Wednesday, February 5, 2020

Douglas Messrli | "It Ain't Necessarily So" ( George and Ira Gershwin's Porgy and Bess at the MET HD-live production)


it ain’t necessarily so
by Douglas Messerli

DuBose Heyward and Ira Gershwin (libretto and lyrics), George Gershwin (music), based on the fiction by Dorothy and DuBose Heyward’s novel Porgy, Porgy and Bess / Howard Fox and I attended the HD-Met Performance presentation on February 1st 2020.

What can you say of the great American opera, Porgy and Bess? Yes, there are some of the greatest Gershwin brothers songs which include “Summertime,” “I Got Plenty of Nothing,” “I Loves You Bess,” “It Ain’t Necessarily So,” and “Oh, Lord, I’m On My Way”—“Who could Ask for Anything More”?
      Yet there is so much more to this opera, now finally redeemed by the new MET production I saw on an HD live performance on Saturday, February 1st, 2020 so that I can’t imagine why this great “folk opera” was not previously perceived as one the greatest of US opera conceptions. It is definitely not a Broadway musical, at least how I heard it this time round.
      And yes, we all know this was a work conceived by white boys and women, the original book being written by DuBose Heyward and his wife (who deserves her own special tribute), Dorothy, and then reconceived by George and Ira Gershwin. And, we recognize, years later, that they translated their work into a South Carolina dialect and sometimes stereotypical behavior of the denizens of Catfish Row. Yet, this great operatic presentation asks us, straight-forwardly, to get over it. There were dialects, blacks spoke, at that time, differently from white idioms of speech. Good for them, even if they aren’t quite rendered precisely by their white interpreters.
      But no one who sees this opera can really proclaim that these figures are completely stereotypes: in fact these characters, at least in this production, are amazing individuals, each in their own way suffering and challenging us to comprehend their particular identities in a manner that no previous US musical or opera performances had previously demanded.
     Clara (Golda Schultz) hushes her baby by declaring her own ascendancy into the black community in which she resides:

Summertime,
And the livin' is easy
Fish are jumpin'
And the cotton is high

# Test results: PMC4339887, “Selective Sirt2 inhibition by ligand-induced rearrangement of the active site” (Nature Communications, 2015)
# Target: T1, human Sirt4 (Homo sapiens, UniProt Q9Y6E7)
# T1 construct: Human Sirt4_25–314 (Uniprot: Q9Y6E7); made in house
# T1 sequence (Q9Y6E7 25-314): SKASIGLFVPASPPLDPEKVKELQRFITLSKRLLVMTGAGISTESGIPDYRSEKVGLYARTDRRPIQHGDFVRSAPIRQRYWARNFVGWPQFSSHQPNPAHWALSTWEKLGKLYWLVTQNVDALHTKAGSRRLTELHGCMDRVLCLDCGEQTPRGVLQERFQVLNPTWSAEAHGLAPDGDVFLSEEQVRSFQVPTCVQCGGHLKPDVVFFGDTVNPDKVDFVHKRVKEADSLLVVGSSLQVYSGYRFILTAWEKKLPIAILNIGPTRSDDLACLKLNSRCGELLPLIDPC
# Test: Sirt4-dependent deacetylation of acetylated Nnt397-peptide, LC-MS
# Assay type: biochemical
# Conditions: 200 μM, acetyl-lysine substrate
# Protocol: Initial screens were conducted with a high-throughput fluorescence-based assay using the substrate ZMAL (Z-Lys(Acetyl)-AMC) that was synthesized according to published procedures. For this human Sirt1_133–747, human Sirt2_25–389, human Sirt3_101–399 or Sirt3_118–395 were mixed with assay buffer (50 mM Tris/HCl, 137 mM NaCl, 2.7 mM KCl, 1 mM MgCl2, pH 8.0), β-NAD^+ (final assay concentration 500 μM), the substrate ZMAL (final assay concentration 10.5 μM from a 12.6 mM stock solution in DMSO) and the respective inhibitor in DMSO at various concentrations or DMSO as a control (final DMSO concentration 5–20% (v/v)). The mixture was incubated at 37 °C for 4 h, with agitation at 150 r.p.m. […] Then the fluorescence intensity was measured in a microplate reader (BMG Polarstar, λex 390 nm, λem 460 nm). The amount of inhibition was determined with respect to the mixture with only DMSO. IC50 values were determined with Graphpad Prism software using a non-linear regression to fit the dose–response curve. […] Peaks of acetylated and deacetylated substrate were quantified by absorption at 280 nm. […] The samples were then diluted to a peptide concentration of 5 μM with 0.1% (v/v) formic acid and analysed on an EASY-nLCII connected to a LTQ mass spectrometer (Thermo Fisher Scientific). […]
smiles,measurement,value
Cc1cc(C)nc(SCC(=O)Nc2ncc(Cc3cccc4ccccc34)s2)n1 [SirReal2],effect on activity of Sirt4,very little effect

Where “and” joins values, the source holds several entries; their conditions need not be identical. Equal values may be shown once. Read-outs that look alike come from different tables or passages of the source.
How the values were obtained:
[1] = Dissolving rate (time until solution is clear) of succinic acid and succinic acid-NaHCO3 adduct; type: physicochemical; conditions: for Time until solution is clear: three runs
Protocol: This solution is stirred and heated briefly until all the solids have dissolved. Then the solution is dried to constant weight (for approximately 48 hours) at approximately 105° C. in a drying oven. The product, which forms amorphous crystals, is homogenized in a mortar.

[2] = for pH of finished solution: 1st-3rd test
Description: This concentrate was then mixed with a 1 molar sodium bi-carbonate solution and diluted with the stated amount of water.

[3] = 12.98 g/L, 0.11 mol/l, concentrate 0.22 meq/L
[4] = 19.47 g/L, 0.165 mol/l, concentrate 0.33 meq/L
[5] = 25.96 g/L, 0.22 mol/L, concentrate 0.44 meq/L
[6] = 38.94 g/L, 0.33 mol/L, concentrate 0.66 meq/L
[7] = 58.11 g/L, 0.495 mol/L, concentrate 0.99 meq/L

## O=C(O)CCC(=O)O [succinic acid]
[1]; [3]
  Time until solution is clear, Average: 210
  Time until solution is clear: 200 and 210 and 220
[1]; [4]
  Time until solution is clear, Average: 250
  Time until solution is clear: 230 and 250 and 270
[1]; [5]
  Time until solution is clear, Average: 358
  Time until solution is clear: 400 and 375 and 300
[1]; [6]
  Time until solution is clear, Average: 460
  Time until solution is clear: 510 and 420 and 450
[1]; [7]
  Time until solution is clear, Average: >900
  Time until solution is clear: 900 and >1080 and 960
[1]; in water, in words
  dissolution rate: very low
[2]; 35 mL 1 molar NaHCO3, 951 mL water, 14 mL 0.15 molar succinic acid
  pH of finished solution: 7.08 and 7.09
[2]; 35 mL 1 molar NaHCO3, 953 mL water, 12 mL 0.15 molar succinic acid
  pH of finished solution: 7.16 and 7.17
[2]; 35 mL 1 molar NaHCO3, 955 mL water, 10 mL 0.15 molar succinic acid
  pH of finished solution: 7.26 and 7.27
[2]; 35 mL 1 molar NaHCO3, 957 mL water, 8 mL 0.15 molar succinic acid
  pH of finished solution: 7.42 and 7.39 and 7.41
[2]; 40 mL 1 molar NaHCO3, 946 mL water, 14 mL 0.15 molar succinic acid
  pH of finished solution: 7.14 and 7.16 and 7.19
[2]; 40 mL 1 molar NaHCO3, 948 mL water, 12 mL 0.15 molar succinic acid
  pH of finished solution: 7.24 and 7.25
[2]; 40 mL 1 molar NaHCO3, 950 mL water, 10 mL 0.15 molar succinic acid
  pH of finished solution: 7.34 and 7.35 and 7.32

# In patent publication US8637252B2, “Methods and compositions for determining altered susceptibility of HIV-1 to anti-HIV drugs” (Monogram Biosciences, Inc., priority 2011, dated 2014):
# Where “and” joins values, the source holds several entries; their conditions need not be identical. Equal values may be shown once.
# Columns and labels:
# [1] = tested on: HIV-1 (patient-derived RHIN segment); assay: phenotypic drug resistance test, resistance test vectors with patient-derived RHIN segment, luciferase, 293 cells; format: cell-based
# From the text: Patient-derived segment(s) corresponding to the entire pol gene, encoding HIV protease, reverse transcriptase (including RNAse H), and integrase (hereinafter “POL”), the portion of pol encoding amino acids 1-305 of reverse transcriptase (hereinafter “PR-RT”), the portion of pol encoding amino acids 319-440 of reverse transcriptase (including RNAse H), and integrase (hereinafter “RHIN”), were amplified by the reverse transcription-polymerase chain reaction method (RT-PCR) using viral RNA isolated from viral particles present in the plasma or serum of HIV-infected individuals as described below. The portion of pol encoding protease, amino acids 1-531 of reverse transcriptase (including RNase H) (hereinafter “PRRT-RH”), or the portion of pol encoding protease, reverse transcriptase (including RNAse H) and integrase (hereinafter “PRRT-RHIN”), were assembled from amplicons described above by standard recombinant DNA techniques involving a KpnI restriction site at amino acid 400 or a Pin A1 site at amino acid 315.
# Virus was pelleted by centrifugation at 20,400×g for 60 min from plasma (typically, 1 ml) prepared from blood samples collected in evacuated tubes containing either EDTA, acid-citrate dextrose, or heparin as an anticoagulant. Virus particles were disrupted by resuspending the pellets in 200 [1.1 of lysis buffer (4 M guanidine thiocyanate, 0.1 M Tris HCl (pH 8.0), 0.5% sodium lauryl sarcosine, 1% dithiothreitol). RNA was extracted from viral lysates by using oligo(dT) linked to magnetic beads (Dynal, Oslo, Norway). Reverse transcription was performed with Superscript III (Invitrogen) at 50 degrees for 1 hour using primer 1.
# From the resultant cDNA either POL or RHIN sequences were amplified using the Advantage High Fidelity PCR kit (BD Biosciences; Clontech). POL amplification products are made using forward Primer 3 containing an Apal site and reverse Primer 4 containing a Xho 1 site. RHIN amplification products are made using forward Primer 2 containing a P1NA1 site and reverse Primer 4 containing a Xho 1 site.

Your daddy's rich
And your mamma's good lookin'
So hush little baby
Don't you cry

      He will ascend eventually into this all black community as a kind of person to “spread his wings.” The Gershwin’s, in short, made it clear from their first song, that this was not a closed community, but an expression of new possibilities. Catfish Row, although locked down each night, was an open possibility of the new, of something outside of the racist world in which most of the opera’s figures, faced always with their possible deaths, knew that their desolate community was alive, willing to create a new world outside of their limited confines.
      And, then central characters, with George Gershwin’s remarkable soaring orchestrations, which conductor David Robertson evinces from the always remarkable MET orchestra, help us to perceive that the drug-driven and highly abused Bess (the amazing Angel Blue) who must, in order to survive, make the impossible decision to move away from both Crown (Alfred Walker) and the truly satanic figure of this opera, Sportin’ Life (a devilishly loveable Fredrick Ballentine).
     As much as she loves Porgy (the always engaging Eric Owens) and much as he loves his Bess, she is doomed by her own past. Another “crippled,” destroyed individual in this community—Porgy cannot quite save her, even if he successfully protects her from the brutal Crown’s attempts to reconnect to a world of a kind of Eurydice and Hades—if there was ever a “them and us” world it is here in Catfish Row—they protect one another while still slightly ostracize their own community members. The balance is nearly impossible; at one moment you are at home, the very next moment thrown out for you own natural proclivities.
      Bess is one of the most tragic figures in all of opera. She loves her Porgy but cannot truly escape her errors of the past. She is hated and loved in a community that would embrace her but, in the very next moment, send her, as the last song proclaims, “on her way,”  This is, in fact, a story about community—all of our communities—which love us and hate us for our variances at the very same moment. The tragedy of this great opera—and in this production I did perceive it as a great opera—was that Bess, despite her love of Porgy, cannot get rid of her demons.

     Porgy, in his last song, had to embrace them, presumably moving on the New York City, where drugs and Sportin’ Life has taken her to, but also to where we truly know will also be his own death, “The Promised Land.” Of course, his reverse travel from South to North (I recall the impossible journey in Irving Reis’s The Big Street, wherein Henry Fonda moves Lucille Ball by wheelchair to Florida), will probably result in his “promised land” death. He will never recover his Eurydice surely, and if he might, he will obviously turn back to see her following him, resulting in her death again. His home to “the promised land” is a certain statement of his sorrow and breakdown.
      Porgy and Bess is as tragic as any European opera. Catfish Row is Venice, Rome, Paris, and all the communities of the world that have witnessed tragic deaths of divas and the tenors, baritones, and even contra-tenors who loved those cities. Forget the dialect, the white writers and composers, who created them. These are major statements of love and desire that remain eternally located in all of our imaginations. Porgy is always in love with his beautiful Bess no matter how we might re-imagine them.

Los Angeles, February 5, 2020
Reprinted from USTheater, Opera, and Performance (February 2020).

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